Special Relativity Question.
Consider objects 1 and 2 moving in the lab frame; they both start at the origin, and #1 moves with a speed u and #2 moves with a speed v. They both move in straight lines, with an angle θ between their trajectories (again in the lab frame). What is #1's speed as viewed by #2?
x' = γ(x-vt)
t' = γ(t-(vx/c2))
u' = (u±v)/(1±(uv/c2))
Where γ = 1/((1-(v2/c2))),
v is the velocity of the frame S' relative to S,
and u' is the velocity of some object in the new frame S'.
(These are general equations, not variables from the question).
The Attempt at a Solution
So I assumed the lab frame (I'll call it S) was at rest, and I had #2's (Flash) velocity along the x-axis, and #1's (Superman) velocity at some angle θ1 above that, both starting from the origin. To simplify things, I made another frame S' where the new Vframe=v, so in this new frame object 2's speed is v' = 0, and u' is what we're looking for I think.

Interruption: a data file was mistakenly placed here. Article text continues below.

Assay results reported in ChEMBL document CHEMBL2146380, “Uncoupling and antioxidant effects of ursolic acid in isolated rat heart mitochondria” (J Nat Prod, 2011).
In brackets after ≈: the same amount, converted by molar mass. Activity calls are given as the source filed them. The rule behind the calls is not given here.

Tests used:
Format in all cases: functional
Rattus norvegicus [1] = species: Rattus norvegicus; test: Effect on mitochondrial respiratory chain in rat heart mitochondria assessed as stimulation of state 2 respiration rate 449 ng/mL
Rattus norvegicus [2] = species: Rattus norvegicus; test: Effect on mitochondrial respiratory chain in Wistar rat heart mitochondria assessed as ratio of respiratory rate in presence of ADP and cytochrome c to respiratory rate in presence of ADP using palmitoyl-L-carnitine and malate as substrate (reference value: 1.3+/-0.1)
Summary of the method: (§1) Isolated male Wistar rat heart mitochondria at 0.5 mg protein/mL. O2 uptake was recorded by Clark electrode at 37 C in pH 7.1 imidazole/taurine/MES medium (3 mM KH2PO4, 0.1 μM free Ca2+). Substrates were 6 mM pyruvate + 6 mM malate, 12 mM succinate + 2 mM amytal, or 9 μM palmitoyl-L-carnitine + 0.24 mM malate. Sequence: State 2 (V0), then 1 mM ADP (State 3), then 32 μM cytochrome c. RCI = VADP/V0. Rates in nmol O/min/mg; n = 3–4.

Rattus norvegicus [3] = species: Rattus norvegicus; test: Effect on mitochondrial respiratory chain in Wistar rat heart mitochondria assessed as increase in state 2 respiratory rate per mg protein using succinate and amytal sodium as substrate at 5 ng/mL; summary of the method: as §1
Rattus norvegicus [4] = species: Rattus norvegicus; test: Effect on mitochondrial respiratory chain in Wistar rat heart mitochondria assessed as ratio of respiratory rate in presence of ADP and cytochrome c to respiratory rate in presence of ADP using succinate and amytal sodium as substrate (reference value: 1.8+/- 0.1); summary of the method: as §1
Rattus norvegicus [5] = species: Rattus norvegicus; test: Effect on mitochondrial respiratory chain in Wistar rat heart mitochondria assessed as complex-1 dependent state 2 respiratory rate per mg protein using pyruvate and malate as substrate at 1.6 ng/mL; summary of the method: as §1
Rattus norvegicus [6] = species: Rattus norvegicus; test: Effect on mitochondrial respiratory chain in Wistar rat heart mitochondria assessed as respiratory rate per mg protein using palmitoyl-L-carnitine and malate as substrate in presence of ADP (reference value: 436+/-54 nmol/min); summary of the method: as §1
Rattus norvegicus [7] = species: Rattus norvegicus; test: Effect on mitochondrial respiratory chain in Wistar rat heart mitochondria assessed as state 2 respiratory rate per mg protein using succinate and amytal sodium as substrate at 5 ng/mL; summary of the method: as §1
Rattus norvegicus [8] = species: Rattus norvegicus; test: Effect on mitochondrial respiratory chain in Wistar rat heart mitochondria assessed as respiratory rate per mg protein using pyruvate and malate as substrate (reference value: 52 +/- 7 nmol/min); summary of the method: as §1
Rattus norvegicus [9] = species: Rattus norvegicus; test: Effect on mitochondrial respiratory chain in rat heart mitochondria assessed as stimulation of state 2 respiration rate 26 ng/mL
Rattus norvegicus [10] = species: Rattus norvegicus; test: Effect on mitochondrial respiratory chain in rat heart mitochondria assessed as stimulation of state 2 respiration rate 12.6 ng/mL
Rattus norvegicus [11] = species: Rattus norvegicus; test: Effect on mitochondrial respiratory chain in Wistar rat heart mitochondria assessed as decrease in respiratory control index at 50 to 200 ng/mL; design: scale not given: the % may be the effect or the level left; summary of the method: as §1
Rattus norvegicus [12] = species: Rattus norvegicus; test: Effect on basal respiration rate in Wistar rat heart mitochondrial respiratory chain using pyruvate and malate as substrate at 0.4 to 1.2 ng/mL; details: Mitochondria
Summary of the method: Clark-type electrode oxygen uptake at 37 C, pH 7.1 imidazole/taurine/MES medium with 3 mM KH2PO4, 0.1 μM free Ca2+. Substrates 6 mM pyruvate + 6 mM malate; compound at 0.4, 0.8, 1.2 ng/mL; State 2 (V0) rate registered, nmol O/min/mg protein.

In the j direction, nothing would change in S' for object 1, and the velocity in the i direction would be less so the angle would change, as well as the magnitude from that, so we now have θ2. However, I'm not really sure how I would use this new angle. From using the u' equation I have above, I got:
u'x = (u*cos(θ1) - v) / (1 - (u*cos(θ1)*v / (c2)))
(Would this be 1+ uc/c^2 or 1- uv/c^2 in the denominator? I'm not sure how to tell)
u'y = (u*sin(θ1) - 0) / (1 - 0)
I got 1 - 0 because the V of the frame in the j direction is 0
However none of that really took into account θ2, and I'm not sure how to get my final answer with the x and y components. With relativity can I just do the Pythagorean theorem as normal?